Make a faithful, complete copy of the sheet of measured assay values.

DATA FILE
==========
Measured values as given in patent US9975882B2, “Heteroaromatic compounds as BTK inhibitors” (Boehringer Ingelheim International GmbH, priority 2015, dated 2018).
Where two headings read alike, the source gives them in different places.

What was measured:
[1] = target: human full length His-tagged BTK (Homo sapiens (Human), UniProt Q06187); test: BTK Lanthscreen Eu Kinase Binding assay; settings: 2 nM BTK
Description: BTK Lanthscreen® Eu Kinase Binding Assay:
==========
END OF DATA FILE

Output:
Measured values as given in patent US9975882B2, “Heteroaromatic compounds as BTK inhibitors” (Boehringer Ingelheim International GmbH, priority 2015, dated 2018).
Where two headings read alike, the source gives them in different places.

What was measured:
[1] = target: human full length His-tagged BTK (Homo sapiens (Human), UniProt Q06187); test: BTK Lanthscreen Eu Kinase Binding assay; settings: 2 nM BTK
Description: BTK Lanthscreen® Eu Kinase Binding Assay: